GP surgeries are prioritising who gets the winter flu jab, with those aged 50 to 64 needing to wait, the head of the Royal College of GPs has said.
Professor Martin Marshall urged people to “sit tight” and stressed it was important that all those eligible for the flu jab came forward when told to do so.
But he said there appeared to be a “significant problem” between supply and demand in England after pharmacy chains including Boots suspended online bookings.
Boots offers free jabs to those in the NHS at-risk groups but also allows the public to book and pay privately for a vaccine.
But Prof Marshall said those aged 50 to 64 could have to wait for their vaccine as older age groups and at-risk groups are prioritised.
He told Sky News: “So this is a significant problem – it does seem to be a greater demand than there are supplies.
“The issue here is that we order our flu vaccines at least six months in advance.
“The orders were put in before the Covid crisis was recognised.
“What we’re doing in general practice is prioritising those in greatest need.
“And that means people over the age of 65, people who have long-term health problems, pregnant women and young children.
“So the new group of people that we want to vaccinate as a consequence of the Covid crisis, which is mostly people between the age of 50 and 64, are going to have those vaccinations delayed until the supplies are available.”
He added: “There seems to be enough for the original group, probably 15, 16, 17 million people at the moment, but at the moment the manufacturers are trying to produce more.
“It looks like they’re going to do so, but it does mean that those in the latter group – the younger group of people who perhaps are at lower risk – might have to wait longer before they actually get their vaccines.”
Prof Marshall said the supply chain for the flu jab typically took longer, in part due to the very short shelf-life of the vaccine.
He said the issue for community pharmacies such as Boots was that they had not always prioritised by age or condition.
“In general practice, we’re very clearly prioritising those with greater need, the older people, people with established health conditions, and that’s not what pharmacists have done,” Prof Marshall said.
He urged people to “sit tight” and they would get their jab eventually, adding that flu could be a “serious condition”.
Prof Marshall said: “What you need to do if you’re in that lower risk group is hold tight for now.
“If you’re going to get it from your local pharmacy, your pharmacy will also tell you when it’s available, so hold on for now and it will be available, and hopefully before Christmas.”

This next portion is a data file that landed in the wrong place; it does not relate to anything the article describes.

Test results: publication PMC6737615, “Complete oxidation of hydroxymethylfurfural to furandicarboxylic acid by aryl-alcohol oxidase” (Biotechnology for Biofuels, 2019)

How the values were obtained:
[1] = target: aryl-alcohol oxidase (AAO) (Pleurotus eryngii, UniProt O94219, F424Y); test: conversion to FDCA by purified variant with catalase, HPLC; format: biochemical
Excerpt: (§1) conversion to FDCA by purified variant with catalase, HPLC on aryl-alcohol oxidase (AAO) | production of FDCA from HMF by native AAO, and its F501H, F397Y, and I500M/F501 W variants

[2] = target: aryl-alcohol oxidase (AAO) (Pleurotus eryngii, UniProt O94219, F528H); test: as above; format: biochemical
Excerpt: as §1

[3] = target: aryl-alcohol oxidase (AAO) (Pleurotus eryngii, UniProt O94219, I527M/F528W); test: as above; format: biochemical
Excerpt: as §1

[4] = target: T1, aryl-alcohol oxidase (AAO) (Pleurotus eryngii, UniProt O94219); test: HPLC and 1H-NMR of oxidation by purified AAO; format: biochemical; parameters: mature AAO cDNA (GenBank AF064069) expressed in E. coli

Prof Marshall said the jab was important as the NHS battles winter flu and rising Covid cases.
“The last thing we need is for the NHS to have to deal with the usual winter crisis of flu at the same time as dealing with a predicted crisis of Covid,” he said.
“That would be too much for the NHS to deal with so it’s really important if we’ve got a vaccine for flu, that we use it… Let’s prevent the things that we can prevent.”
Prof Marshall said later that the shortages appeared to be affecting pharmacies more than general practice but it had sought reassurance from the Government “that there is enough vaccine supply to go round”.
He added: “The flu jab is the best protection we have against influenza and the current Covid-19 pandemic makes this even more important than usual, so we ask the over-50s who are otherwise healthy not to be put off if they are unable to get the vaccination immediately but to understand that there might be others in greater need.”
In a media briefing last week, England’s deputy chief medical officer, Professor Jonathan Van-Tam, said the flu programme was always managed in stages.
He said: “The emphasis has always got to be on the existing high-risk groups and getting them well served and the uptake high before we move into the 50 to 64-year-olds who are lower risk.
“This actually fits with the likely pattern of arrival of flu vaccine stocks.”
He said some GP practices also prefer to have staged deliveries “simply because of fridge space”.
A Department of Health and Social Care spokeswoman said: “There is no national shortage of the flu vaccine – it is currently available in pharmacies and GPs across England and it is wrong to suggest otherwise.
“There are enough doses for 30 million people. The vaccine is already being delivered for those in at-risk groups, including the over-65s, and this will continue throughout the winter months.”